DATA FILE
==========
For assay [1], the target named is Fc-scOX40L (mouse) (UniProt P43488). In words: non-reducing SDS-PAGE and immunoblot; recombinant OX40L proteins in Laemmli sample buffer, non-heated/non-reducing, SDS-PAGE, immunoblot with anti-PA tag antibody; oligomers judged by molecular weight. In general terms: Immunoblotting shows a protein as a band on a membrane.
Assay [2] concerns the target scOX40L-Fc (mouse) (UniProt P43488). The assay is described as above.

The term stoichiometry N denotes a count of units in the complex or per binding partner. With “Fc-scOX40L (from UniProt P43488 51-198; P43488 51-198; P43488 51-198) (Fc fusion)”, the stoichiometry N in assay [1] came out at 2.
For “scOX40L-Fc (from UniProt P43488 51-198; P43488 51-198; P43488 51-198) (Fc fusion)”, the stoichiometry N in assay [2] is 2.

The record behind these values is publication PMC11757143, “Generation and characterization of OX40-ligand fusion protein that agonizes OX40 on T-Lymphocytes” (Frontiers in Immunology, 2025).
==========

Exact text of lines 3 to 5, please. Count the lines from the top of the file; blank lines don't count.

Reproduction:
The term stoichiometry N denotes a count of units in the complex or per binding partner. With “Fc-scOX40L (from UniProt P43488 51-198; P43488 51-198; P43488 51-198) (Fc fusion)”, the stoichiometry N in assay [1] came out at 2.
For “scOX40L-Fc (from UniProt P43488 51-198; P43488 51-198; P43488 51-198) (Fc fusion)”, the stoichiometry N in assay [2] is 2.

The record behind these values is publication PMC11757143, “Generation and characterization of OX40-ligand fusion protein that agonizes OX40 on T-Lymphocytes” (Frontiers in Immunology, 2025).